The resilience of teacher culture

Image: Crystal by louisa-catlover made available on flickr by a creative commons license.

I found this little video (link at bottom of post) through Dr. Scott McLeod’s blog dangerously irrelevant

It is a speech given by Dr. Richard Elmore and it is a sobering description of a present reality in today’s schools that cries out to me in strong terms the need for change, for structural change, in the way we do things.

Here is Dr. McLeod’s commentary from his blog post of July 02, 2007:

“One of the reasons Dr. Elmore’s speech speaks to me so much is that it raises quite vociferously the issue of misalignment. In my work with schools and districts, I see numerous examples of misalignment, including:

  • classroom pedagogy that fails to regularly employ high-yield instructional strategies to achieve optimal results;
  • professional development plans that are based on teachers’ preferences rather than students’ needs;
  • staffing plans that fail to put the best teachers in front of the students who need them the most;
  • intra-organization funding decisions that fail to put resources where they are most needed;
  • a lot of wasted instructional time;
  • and so on (I’m guessing that you can add to this list!)…

We say that we want results. We say that we want high levels of achievement for all students. But we are not doing what it takes to achieve the results that we say we want.”

The comment I left in reference to this post was:

I appreciated listening to this speech and reading your comments. They are very much in line with my own thoughts on the matter.

I am discovering, in working with different school communities, that in order to shift the incredibly resilient teacher culture towards a culture that makes sense for student learning I need to access individual teacher’s values and passions around teaching, around caring and helping. I need to make their own learning make sense for them.

The Resilience of Teacher Culture

Up for a challenge, anyone?

here, by accident, at a Physics blog by teacher Dean Baird. I’ve bookmarked it.

Hmmm – I like this kind of a challenge!

Helping educators become more supportive of
students is critical, but doing so produces more significant
improvements in student learning when combined with high expectations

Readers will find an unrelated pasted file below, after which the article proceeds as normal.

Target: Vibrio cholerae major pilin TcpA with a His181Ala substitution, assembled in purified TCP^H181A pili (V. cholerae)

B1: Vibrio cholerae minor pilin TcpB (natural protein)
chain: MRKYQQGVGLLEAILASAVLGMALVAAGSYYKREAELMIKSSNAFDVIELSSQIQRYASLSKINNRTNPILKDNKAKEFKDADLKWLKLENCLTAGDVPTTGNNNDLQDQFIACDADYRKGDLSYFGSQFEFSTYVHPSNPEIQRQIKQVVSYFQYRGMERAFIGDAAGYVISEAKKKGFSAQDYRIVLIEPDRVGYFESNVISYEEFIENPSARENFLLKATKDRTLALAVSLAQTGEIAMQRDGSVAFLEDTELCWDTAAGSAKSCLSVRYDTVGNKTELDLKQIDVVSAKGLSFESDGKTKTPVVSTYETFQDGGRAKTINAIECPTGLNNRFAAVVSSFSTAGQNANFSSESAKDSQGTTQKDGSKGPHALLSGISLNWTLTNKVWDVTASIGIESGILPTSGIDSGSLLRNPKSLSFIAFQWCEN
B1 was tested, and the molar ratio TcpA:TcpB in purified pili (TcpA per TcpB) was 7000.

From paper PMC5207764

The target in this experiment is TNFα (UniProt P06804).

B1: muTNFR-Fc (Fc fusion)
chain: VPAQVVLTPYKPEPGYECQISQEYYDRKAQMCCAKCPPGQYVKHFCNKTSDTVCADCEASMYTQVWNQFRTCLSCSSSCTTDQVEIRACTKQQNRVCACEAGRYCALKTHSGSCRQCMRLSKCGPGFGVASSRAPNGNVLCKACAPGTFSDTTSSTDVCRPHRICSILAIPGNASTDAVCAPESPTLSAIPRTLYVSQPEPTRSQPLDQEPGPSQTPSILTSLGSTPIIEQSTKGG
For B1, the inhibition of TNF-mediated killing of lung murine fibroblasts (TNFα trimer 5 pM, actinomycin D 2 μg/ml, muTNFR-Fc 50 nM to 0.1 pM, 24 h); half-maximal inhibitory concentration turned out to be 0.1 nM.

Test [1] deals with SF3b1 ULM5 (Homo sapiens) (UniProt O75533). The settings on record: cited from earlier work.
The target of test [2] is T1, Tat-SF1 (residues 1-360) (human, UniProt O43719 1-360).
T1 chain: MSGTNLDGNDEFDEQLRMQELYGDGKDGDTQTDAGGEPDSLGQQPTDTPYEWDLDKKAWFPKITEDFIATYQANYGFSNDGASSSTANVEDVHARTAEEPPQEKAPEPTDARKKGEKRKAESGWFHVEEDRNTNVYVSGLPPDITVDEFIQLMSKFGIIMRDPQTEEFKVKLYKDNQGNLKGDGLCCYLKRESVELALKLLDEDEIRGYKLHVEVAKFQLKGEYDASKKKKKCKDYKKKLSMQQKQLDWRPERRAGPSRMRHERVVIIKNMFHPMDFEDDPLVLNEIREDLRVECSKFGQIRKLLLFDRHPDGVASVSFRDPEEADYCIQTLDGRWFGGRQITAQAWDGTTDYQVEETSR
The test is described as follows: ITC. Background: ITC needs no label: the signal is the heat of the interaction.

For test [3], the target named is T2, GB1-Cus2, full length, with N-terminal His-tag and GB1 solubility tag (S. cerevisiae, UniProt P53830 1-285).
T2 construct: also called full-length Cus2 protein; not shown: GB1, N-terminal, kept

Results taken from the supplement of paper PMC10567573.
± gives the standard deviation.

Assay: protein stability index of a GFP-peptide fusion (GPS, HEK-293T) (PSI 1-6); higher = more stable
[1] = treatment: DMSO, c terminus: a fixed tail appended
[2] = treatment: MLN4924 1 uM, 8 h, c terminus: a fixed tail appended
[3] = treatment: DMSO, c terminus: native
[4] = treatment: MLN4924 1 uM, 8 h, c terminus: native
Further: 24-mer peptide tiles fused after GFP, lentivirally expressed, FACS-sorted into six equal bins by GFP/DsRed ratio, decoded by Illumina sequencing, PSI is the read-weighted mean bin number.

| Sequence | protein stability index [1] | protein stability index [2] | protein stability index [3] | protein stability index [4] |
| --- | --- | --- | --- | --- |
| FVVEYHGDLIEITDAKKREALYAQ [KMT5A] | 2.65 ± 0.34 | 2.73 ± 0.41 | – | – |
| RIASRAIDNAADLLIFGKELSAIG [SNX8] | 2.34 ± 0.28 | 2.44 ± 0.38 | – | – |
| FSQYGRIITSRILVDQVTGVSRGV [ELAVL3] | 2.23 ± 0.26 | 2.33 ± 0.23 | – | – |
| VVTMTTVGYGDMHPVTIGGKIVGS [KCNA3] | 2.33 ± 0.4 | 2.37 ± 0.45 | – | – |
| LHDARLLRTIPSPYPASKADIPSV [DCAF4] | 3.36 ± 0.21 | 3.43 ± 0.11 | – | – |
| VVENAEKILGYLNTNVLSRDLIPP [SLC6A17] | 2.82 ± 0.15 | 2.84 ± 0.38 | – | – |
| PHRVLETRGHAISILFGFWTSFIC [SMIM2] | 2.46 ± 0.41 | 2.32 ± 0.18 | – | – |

and rigorous instruction.

The challenge
now becomes how to create the conditions that allow such solutions to
flourish together and how to get them into the communities and high
schools that need them the most. High school reform is achievable. But
if reformers are to be successful, they must leave very little to
chance.

from Surprise — High School Reform Is Working By Thomas Toch, Craig D. Jerald, and Erin Dillon, Phi Delta Kappan, Feb. 2007

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school reform 101

Image: aafad 38/365 the name is lom… by lamont_cranston made available by a creative commons license on flickr.

I just read an article by accident, on addressing the issue of racism in school, because I was looking for a different article in the March 2003 issue of Phi Delta Kappan. That one wasn’t available but this one, Ending the Silence by Donna M. Marriott, is. The title intrigued me, and this bit yelled out to me:

classroom teachers are the only real agents of school reform. It is teachers who translate policy into action; who integrate the complex components of standards, curriculum, pedagogy, and assessment into comprehensible and pragmatic instruction; and who balance an ever-changing array of political, economic, social, and educational factors while trying to meet the individual needs of children.

That first line in particular screams truth. In order for us to create vibrant, learning-rich, successful classroom communities we need to start with teachers. Too often teachers are handed new sets of guidelines called reform that they are expected to carry out. Very often they fall flat. They have no meaning for anyone beyond the policy-makers who crafted them.

If teachers were involved in a process to improve their classrooms for the success of those in it – in a process that reached out to their values as teachers and as people, then there will be true reform.

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